• Helpful hint #2: Half of the US population lives in the Eastern time zone and a full 80% are located in the Eastern and Central zones combined, thus publishing posts in sync with these should prove successful.

Most social media research studies find that the best time to tweet and post are during the (extended) workday hours between 8 AM and 8 PM (thus capturing US colleagues West of the Mississippi River) and most experts suggest that you post to multiple social sites along with your own blog and website. Most important: Strike a balance between informative and annoying. How will you know if you done that? Your community will let you know if you don’t.

Along with the quality of your content, you need to develop your “social media voice.” As publishers we often refer to the “author’s voice” so here with this new form of communication you, as author, need to develop a conversational tone that will engage your readers, subscribers, and followers within your community. Success will depend on how well you listen to the way they voice their opinions—in their language, on their terms—in order to communicate with personality and authenticity that creates a comfort zone with a conversational tone.

Another important aspect to increasing your social media success is to stay on top of which social networks are your community’s and segments of your community’s favorites. Some may use only one or two rather than several; what may be the most active now may not be the most active 6 months in the future. If there are distinct demographic divides (age, interests, etc.) you may need to tailor content not just to the audience but to the social media channel (tweets versus posts).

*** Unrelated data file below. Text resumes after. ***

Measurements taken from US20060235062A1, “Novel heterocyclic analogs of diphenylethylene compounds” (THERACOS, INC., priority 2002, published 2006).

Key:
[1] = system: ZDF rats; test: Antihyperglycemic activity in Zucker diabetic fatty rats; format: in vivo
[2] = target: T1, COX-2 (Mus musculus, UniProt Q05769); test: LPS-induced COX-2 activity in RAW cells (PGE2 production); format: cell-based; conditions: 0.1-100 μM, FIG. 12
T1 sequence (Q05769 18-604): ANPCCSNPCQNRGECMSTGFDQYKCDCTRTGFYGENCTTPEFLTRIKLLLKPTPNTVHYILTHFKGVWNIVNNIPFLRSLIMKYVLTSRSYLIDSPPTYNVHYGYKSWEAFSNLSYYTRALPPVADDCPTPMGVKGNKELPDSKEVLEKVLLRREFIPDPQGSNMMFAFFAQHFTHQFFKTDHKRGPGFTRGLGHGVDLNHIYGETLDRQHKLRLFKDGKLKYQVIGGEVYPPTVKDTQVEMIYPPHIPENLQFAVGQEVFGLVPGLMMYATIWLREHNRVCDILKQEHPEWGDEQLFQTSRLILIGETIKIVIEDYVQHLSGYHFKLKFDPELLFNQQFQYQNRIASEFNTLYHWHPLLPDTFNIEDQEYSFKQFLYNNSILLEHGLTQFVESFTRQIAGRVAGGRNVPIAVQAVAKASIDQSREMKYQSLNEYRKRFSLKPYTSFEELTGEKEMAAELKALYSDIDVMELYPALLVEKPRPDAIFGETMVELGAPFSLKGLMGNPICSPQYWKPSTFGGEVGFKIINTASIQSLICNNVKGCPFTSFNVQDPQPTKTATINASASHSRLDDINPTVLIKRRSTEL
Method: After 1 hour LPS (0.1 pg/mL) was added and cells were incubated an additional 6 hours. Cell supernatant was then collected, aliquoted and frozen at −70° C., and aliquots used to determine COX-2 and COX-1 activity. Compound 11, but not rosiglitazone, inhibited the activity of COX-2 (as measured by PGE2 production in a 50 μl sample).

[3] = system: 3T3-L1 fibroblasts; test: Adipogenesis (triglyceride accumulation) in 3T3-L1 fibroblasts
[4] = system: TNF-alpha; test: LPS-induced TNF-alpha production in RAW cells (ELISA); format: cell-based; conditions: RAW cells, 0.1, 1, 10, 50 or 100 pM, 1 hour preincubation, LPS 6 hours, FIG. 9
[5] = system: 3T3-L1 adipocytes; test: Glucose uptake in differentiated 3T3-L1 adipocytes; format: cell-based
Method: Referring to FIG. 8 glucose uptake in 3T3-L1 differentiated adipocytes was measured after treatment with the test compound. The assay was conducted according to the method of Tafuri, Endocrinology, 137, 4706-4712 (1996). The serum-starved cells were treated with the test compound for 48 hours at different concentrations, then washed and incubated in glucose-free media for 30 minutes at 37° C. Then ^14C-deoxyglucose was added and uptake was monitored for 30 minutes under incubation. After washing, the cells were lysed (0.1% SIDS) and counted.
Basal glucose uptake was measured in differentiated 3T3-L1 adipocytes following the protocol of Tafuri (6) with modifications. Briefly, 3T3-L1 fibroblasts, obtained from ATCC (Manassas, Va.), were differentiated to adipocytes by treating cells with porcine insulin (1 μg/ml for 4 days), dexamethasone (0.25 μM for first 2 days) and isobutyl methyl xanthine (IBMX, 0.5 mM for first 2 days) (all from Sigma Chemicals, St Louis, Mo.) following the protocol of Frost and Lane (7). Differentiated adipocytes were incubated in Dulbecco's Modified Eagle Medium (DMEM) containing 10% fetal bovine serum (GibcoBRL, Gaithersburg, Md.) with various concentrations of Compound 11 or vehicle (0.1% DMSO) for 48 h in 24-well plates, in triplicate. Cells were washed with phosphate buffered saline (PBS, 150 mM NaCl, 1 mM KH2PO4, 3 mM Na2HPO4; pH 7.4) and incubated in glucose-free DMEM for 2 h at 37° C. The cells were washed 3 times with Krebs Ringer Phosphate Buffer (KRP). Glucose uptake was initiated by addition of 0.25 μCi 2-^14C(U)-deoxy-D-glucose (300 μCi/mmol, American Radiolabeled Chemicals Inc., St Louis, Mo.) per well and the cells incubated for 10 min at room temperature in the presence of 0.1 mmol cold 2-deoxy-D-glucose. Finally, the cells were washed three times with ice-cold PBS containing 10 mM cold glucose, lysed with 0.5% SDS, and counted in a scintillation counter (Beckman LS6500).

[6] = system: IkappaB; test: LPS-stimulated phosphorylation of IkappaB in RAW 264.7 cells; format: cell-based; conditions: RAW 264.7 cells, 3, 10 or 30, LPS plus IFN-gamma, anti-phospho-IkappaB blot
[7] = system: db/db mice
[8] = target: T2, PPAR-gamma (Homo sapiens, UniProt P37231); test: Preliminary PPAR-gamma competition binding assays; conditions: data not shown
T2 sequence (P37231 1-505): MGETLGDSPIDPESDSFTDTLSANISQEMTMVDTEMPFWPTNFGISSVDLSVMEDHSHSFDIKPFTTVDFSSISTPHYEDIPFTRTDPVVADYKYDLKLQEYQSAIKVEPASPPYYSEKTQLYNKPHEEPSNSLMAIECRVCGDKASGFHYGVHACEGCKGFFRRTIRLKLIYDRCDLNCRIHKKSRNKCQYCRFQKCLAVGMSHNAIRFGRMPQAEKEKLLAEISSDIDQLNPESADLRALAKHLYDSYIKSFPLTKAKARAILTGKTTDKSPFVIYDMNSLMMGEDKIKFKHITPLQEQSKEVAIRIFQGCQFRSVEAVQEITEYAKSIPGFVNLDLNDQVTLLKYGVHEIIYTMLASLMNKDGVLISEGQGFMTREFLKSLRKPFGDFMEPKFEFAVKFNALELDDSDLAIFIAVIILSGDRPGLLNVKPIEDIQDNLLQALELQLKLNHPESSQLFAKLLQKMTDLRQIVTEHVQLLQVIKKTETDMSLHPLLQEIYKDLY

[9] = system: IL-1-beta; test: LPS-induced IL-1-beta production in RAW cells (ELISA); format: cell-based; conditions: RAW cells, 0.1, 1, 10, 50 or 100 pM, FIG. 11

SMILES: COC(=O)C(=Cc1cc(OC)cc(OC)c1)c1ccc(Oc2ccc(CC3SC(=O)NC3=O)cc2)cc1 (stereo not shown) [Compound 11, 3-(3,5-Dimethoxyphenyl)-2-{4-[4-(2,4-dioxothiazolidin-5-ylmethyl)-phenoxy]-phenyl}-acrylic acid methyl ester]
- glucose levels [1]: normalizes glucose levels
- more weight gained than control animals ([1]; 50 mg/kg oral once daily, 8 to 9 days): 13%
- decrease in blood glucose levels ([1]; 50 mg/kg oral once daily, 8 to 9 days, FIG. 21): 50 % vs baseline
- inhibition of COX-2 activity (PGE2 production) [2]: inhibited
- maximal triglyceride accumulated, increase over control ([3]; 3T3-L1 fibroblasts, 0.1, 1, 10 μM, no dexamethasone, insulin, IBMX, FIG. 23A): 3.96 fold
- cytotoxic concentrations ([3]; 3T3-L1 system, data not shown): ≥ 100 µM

There may come a time when maintaining quality and quantity of your social media content becomes too much for staff to handle. After all you want your community to continue and increase reading and sharing your content, and you need to respond to their comments as well as to ask questions to keep them engaged. Often this is best achieved by a combination of internal and external people to sustain a successful social campaign. Don’t let limited internal resources stymie your interactions. Outsource social media as necessary to cover all your bases.

Along with creating successful engagement comes the importance of brand consistency across multiple social media platforms. This is achieved with a unifying design and graphics that rest on uniform and harmonious colors, fonts, icon styles, and logos. The easiest way to check if you are providing a consistent brand experience is to view your various pages side by side. Do they achieve the unified image you want to portray, or are there changes to be made?

Mobile Device image

As more members of your community become increasingly active on mobile devices, you will need to make your blog and website more mobile-friendly with usability your top priority. Here are some helpful tips:

  • Carefully plan your layout and make landing pages simple and clear;
  • Make sure your pages are browser- and device-independent;
  • Have social media icons prominently displayed in the same location;
  • Make things easy: use mobile redirects plus a link to your full site.

You’ve noticed, I’m sure, that I try to insert some graphics in my articles. Images are an integral part of social media and part of your engagement will rest on the interesting visuals you incorporate into your posts. Some visual search engines to use are: TinEye, CC Search, Compfight, FlickrStorm, WeSEE, and Google Image Search. You may also want to investigate organizations offering image collections such as The J. Paul Getty Trust's Open Content Program, NASA, Flickr Commons, Wikipedia Featured Pictures (in addition to Wikipedia Commons)and the Library of Congress Prints & Photographs Online Catalog.

Next up: Management Tips and Examples

Barbara Meyers Ford, Meyers Consulting Services

Barbara Meyers Ford is the President of Meyers Consulting Services.